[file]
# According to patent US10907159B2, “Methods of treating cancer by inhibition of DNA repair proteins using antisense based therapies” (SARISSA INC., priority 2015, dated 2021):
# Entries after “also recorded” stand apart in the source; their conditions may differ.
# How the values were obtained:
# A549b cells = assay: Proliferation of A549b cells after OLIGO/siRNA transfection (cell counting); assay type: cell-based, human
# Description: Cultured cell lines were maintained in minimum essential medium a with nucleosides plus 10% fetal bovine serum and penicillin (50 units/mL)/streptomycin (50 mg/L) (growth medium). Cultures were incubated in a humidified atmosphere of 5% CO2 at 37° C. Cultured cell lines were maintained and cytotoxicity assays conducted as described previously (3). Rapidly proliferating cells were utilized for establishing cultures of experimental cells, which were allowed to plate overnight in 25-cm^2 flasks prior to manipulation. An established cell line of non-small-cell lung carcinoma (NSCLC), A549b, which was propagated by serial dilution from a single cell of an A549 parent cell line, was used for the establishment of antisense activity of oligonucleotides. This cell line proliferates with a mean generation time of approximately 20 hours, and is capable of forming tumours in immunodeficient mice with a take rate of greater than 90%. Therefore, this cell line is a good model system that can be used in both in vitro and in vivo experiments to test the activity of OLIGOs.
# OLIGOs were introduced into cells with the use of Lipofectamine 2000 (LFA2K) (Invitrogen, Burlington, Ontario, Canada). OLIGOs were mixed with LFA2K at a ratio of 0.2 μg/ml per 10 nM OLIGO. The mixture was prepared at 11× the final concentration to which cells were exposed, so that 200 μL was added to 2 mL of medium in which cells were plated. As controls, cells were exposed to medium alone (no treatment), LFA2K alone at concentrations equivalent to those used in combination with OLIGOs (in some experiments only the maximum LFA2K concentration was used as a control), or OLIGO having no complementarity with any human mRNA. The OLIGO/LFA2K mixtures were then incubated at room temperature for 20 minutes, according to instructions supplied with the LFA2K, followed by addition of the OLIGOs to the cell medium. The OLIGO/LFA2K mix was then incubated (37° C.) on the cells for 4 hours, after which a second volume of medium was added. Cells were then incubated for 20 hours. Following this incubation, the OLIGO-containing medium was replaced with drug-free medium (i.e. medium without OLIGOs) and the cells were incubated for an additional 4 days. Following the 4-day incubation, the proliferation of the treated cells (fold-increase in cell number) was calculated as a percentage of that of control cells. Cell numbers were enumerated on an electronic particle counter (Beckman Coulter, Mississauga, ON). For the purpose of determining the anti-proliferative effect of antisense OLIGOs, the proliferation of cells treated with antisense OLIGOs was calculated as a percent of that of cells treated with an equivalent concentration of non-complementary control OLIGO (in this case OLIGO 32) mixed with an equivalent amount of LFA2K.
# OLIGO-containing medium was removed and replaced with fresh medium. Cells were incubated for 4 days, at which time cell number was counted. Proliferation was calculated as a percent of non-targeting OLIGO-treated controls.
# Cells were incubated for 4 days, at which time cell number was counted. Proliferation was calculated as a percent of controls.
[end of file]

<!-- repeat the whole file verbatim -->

# According to patent US10907159B2, “Methods of treating cancer by inhibition of DNA repair proteins using antisense based therapies” (SARISSA INC., priority 2015, dated 2021):
# Entries after “also recorded” stand apart in the source; their conditions may differ.
# How the values were obtained:
# A549b cells = assay: Proliferation of A549b cells after OLIGO/siRNA transfection (cell counting); assay type: cell-based, human
# Description: Cultured cell lines were maintained in minimum essential medium a with nucleosides plus 10% fetal bovine serum and penicillin (50 units/mL)/streptomycin (50 mg/L) (growth medium). Cultures were incubated in a humidified atmosphere of 5% CO2 at 37° C. Cultured cell lines were maintained and cytotoxicity assays conducted as described previously (3). Rapidly proliferating cells were utilized for establishing cultures of experimental cells, which were allowed to plate overnight in 25-cm^2 flasks prior to manipulation. An established cell line of non-small-cell lung carcinoma (NSCLC), A549b, which was propagated by serial dilution from a single cell of an A549 parent cell line, was used for the establishment of antisense activity of oligonucleotides. This cell line proliferates with a mean generation time of approximately 20 hours, and is capable of forming tumours in immunodeficient mice with a take rate of greater than 90%. Therefore, this cell line is a good model system that can be used in both in vitro and in vivo experiments to test the activity of OLIGOs.
# OLIGOs were introduced into cells with the use of Lipofectamine 2000 (LFA2K) (Invitrogen, Burlington, Ontario, Canada). OLIGOs were mixed with LFA2K at a ratio of 0.2 μg/ml per 10 nM OLIGO. The mixture was prepared at 11× the final concentration to which cells were exposed, so that 200 μL was added to 2 mL of medium in which cells were plated. As controls, cells were exposed to medium alone (no treatment), LFA2K alone at concentrations equivalent to those used in combination with OLIGOs (in some experiments only the maximum LFA2K concentration was used as a control), or OLIGO having no complementarity with any human mRNA. The OLIGO/LFA2K mixtures were then incubated at room temperature for 20 minutes, according to instructions supplied with the LFA2K, followed by addition of the OLIGOs to the cell medium. The OLIGO/LFA2K mix was then incubated (37° C.) on the cells for 4 hours, after which a second volume of medium was added. Cells were then incubated for 20 hours. Following this incubation, the OLIGO-containing medium was replaced with drug-free medium (i.e. medium without OLIGOs) and the cells were incubated for an additional 4 days. Following the 4-day incubation, the proliferation of the treated cells (fold-increase in cell number) was calculated as a percentage of that of control cells. Cell numbers were enumerated on an electronic particle counter (Beckman Coulter, Mississauga, ON). For the purpose of determining the anti-proliferative effect of antisense OLIGOs, the proliferation of cells treated with antisense OLIGOs was calculated as a percent of that of cells treated with an equivalent concentration of non-complementary control OLIGO (in this case OLIGO 32) mixed with an equivalent amount of LFA2K.
# OLIGO-containing medium was removed and replaced with fresh medium. Cells were incubated for 4 days, at which time cell number was counted. Proliferation was calculated as a percent of non-targeting OLIGO-treated controls.
# Cells were incubated for 4 days, at which time cell number was counted. Proliferation was calculated as a percent of controls.